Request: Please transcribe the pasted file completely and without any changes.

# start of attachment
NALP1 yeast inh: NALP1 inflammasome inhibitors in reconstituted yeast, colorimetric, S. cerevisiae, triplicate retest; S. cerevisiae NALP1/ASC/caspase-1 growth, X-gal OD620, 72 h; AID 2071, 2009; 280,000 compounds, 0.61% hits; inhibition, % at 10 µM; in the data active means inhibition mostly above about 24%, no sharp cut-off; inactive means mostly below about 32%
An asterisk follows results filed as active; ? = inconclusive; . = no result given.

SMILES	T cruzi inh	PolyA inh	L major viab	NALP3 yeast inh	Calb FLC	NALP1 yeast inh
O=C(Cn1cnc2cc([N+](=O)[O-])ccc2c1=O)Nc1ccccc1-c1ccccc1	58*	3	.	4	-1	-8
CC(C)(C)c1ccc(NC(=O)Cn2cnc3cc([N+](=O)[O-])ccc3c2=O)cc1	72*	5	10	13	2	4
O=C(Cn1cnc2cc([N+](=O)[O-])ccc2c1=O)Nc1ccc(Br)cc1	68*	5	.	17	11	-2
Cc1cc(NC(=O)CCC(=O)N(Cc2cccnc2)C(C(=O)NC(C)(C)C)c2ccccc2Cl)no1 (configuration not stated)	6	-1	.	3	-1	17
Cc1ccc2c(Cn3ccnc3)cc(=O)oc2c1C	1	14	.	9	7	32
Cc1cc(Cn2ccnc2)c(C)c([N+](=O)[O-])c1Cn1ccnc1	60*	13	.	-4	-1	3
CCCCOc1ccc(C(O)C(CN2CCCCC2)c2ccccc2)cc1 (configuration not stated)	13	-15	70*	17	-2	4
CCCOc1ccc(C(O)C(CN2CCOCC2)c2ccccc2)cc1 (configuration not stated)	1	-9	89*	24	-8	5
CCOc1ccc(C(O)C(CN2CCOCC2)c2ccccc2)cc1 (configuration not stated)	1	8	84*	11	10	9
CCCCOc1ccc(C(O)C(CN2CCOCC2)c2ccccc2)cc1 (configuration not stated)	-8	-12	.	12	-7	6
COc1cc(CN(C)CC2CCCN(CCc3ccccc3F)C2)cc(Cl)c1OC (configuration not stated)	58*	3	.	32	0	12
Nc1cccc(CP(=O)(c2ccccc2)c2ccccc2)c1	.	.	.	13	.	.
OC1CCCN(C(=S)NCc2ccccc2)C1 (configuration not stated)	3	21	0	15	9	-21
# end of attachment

NALP1 yeast inh: NALP1 inflammasome inhibitors in reconstituted yeast, colorimetric, S. cerevisiae, triplicate retest; S. cerevisiae NALP1/ASC/caspase-1 growth, X-gal OD620, 72 h; AID 2071, 2009; 280,000 compounds, 0.61% hits; inhibition, % at 10 µM; in the data active means inhibition mostly above about 24%, no sharp cut-off; inactive means mostly below about 32%
An asterisk follows results filed as active; ? = inconclusive; . = no result given.

SMILES	T cruzi inh	PolyA inh	L major viab	NALP3 yeast inh	Calb FLC	NALP1 yeast inh
O=C(Cn1cnc2cc([N+](=O)[O-])ccc2c1=O)Nc1ccccc1-c1ccccc1	58*	3	.	4	-1	-8
CC(C)(C)c1ccc(NC(=O)Cn2cnc3cc([N+](=O)[O-])ccc3c2=O)cc1	72*	5	10	13	2	4
O=C(Cn1cnc2cc([N+](=O)[O-])ccc2c1=O)Nc1ccc(Br)cc1	68*	5	.	17	11	-2
Cc1cc(NC(=O)CCC(=O)N(Cc2cccnc2)C(C(=O)NC(C)(C)C)c2ccccc2Cl)no1 (configuration not stated)	6	-1	.	3	-1	17
Cc1ccc2c(Cn3ccnc3)cc(=O)oc2c1C	1	14	.	9	7	32
Cc1cc(Cn2ccnc2)c(C)c([N+](=O)[O-])c1Cn1ccnc1	60*	13	.	-4	-1	3
CCCCOc1ccc(C(O)C(CN2CCCCC2)c2ccccc2)cc1 (configuration not stated)	13	-15	70*	17	-2	4
CCCOc1ccc(C(O)C(CN2CCOCC2)c2ccccc2)cc1 (configuration not stated)	1	-9	89*	24	-8	5
CCOc1ccc(C(O)C(CN2CCOCC2)c2ccccc2)cc1 (configuration not stated)	1	8	84*	11	10	9
CCCCOc1ccc(C(O)C(CN2CCOCC2)c2ccccc2)cc1 (configuration not stated)	-8	-12	.	12	-7	6
COc1cc(CN(C)CC2CCCN(CCc3ccccc3F)C2)cc(Cl)c1OC (configuration not stated)	58*	3	.	32	0	12
Nc1cccc(CP(=O)(c2ccccc2)c2ccccc2)c1	.	.	.	13	.	.
OC1CCCN(C(=S)NCc2ccccc2)C1 (configuration not stated)	3	21	0	15	9	-21